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Norms are informal rules which guide social interaction. They are, as Cristina Bicchieri (2006) calls them, ”the rules we live by.” As the do’s and don’ts of social life, norms are a critical component in the makeup of human culture and therefore play a highly significant role in determining what it means to be human. When codified, norms are laws or other types of institutionalized regulatory strictures. When conceived without moral consequence, the term can also refer to mere behavioral regularities. Variously defined even by sociologists themselves, there is perhaps no other sociological concept more regularly used nor one about which more has been written and discussed. It is therefore not surprising that a concept as vague as it is elemental to the sociological enterprise is also one that is oft-debated.
Rational choice theorists, for example, have looked to norms as potential explanation for otherwise seemingly irrational individual behavior. As Hechter and Opp (2001) argue, basic phenomena such as cooperation and collective action, not to mention social order itself, are difficult to explain using only ”rational egoistic behavioral assumptions” of the sort typical of rational choice theory. In Bicchieri’s (2006) account, the power of norms to constrain behavior is tested using game theory simulations such as Ultimatum, Dictator, Trust, and Social Dilemma. While computer simulation of normative behavior brings us considerable distance from William Graham Sumner’s Folkways: A Study of the Sociological Implications of Usages, Manners, Customs, Mores, and Morals (1906) and Talcott Parsons’s The Social System (1951), these works share the same interest in understanding the workings of a uniquely human moral order.
Human, yes, but from whence do norms originate. At one extreme is speculation as to whether certain fundamental norms are inherent and universal in human social life. Alvin Gouldner (1960) argued that ”the norm of reciprocity,” like the incest taboo, was very probably a cultural universal. He meant that guidelines were everywhere and always in some manner in effect which encouraged actors to help, and not harm, those who have helped them. This comes very close to positing a sociological Golden Rule. At the other extreme is attention to the power of actors to suppress, reject, alter, or spontaneously create norms, even with respect to those previously deemed sacred. For Bicchieri (2006), norms can even ”endo-genously emerge” as a result of nothing more than interaction among actors sharing prior dispositions.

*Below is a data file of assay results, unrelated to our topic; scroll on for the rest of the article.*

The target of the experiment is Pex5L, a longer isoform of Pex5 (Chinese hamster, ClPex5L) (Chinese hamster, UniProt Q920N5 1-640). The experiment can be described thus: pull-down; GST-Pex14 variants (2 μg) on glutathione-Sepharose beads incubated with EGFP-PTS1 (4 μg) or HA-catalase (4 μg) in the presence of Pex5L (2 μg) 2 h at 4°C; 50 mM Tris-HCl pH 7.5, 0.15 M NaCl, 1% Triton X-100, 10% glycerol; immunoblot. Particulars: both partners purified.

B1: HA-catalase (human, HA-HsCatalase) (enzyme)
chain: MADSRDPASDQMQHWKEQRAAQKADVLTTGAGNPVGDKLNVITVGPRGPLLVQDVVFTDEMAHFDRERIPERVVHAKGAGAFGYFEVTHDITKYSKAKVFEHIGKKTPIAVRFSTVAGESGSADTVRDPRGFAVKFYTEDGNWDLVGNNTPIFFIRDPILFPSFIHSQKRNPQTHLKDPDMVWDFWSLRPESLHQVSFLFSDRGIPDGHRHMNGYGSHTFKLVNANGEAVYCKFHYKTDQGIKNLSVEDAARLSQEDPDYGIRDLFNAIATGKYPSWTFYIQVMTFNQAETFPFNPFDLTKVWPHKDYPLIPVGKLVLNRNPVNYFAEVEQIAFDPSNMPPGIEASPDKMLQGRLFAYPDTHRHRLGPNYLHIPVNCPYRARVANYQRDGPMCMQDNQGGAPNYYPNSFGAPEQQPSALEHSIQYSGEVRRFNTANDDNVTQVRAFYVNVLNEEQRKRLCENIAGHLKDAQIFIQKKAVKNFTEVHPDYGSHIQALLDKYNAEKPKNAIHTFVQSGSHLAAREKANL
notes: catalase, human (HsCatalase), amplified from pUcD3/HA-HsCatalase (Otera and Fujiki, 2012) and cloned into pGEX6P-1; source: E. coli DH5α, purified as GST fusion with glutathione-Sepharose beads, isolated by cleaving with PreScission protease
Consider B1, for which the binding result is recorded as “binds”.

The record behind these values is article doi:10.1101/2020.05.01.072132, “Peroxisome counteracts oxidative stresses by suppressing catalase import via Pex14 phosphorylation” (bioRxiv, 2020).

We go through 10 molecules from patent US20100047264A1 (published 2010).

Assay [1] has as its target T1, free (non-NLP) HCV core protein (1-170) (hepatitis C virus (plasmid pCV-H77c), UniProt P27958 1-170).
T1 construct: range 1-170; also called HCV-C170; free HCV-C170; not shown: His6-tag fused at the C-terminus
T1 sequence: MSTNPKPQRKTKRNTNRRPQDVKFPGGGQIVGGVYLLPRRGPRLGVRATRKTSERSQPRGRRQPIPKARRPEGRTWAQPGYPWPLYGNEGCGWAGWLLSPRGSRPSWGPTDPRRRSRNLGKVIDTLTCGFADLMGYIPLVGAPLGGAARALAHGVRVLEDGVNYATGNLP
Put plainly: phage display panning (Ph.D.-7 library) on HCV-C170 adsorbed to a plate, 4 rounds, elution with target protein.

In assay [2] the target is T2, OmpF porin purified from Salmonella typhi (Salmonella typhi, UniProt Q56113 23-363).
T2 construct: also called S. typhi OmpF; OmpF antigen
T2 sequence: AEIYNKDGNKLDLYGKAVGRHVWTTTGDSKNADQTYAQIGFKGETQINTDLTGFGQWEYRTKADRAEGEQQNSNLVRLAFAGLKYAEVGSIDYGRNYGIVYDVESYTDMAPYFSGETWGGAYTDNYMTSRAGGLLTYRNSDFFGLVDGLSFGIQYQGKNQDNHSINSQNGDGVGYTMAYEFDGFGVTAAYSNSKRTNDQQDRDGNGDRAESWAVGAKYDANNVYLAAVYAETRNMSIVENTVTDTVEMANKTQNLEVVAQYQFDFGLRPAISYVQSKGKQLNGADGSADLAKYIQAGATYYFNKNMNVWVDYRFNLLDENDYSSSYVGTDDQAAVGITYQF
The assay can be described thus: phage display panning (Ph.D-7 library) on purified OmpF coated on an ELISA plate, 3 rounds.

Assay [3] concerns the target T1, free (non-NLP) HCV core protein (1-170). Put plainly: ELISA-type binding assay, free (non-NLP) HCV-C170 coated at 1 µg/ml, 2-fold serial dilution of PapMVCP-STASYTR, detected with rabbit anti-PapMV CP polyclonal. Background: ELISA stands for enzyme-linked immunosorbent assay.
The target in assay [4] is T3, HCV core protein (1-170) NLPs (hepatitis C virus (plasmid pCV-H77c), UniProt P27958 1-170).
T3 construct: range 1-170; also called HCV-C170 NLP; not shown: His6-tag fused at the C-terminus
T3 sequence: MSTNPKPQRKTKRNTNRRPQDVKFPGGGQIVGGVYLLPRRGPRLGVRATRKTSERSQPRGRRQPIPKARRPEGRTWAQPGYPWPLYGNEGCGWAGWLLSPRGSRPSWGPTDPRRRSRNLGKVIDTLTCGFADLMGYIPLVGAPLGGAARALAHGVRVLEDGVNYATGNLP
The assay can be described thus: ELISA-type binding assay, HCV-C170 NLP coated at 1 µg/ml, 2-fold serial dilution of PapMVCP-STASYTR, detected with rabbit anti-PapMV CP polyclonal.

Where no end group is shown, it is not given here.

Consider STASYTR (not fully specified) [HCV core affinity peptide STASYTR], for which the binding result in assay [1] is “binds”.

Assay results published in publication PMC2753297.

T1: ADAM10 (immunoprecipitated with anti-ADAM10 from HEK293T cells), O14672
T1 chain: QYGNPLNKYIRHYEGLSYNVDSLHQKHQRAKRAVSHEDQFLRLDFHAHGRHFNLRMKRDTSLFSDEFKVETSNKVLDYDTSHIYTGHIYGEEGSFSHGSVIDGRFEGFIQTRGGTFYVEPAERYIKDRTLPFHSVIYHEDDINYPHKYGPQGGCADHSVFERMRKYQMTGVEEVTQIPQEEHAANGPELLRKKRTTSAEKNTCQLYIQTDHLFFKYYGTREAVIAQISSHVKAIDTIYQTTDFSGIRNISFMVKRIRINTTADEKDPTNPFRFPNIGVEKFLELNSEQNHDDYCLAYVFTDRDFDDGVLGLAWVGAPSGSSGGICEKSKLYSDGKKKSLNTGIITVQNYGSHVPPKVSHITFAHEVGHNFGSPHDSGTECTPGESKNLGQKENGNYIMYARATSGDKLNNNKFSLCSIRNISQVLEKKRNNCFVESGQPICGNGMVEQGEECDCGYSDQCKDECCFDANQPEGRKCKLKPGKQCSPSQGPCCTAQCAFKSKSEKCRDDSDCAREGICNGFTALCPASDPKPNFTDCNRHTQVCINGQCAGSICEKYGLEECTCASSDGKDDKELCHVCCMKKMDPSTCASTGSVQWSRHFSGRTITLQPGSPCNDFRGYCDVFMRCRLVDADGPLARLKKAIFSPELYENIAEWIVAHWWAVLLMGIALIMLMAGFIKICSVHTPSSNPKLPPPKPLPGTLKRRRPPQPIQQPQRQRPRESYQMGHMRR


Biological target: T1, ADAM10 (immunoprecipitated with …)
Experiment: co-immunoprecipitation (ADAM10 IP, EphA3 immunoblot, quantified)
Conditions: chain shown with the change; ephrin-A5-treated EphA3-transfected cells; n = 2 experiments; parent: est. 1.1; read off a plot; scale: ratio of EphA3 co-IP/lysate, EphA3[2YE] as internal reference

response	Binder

Alan Wolfe’s sociology seeks to merge these tendencies in a coherent analysis of contemporary norms. Drawing on classical theorists as divergent as Emile Durkheim and William James, Wolfe (2001) argues that ours will be ”the century of moral freedom,” which is to say that twenty-first-century individuals will increasingly choose their own norms from the plurality of normative systems characteristic of postmodern society, thus setting for themselves their own course toward the true, right, and good. While this proposition seems out of sync with Durkheim’s nineteenth-century concern about modern society’s tendency to weaken normative regulation, what Durkehim termed the pathology of ”anomy,” Wolfe emphasizes the individual’s capacity for moral discernment and decision, which is consistent at least with Durkheim’s advocacy for moral individualism. Indeed, attention to the ”varieties of moral experience” a la James is consistent with cohesion in a pluralistic society which values its own pluralism.
- Bicchieri, C. (2006) The Grammar of Society: The Nature and Dynamics of Social Norms. Cambridge University Press, Cambridge.
- Gouldner, A. (1960) The norm of reciprocity. American Sociological Review 25 (2): 161-78.
- Hechter, M. & Opp, K.-D. (eds.) (2001) Social Norms. Russell Sage Foundation, New York.
- Wolfe, A. (2001) Moral Freedom. W. W. Norton, New York.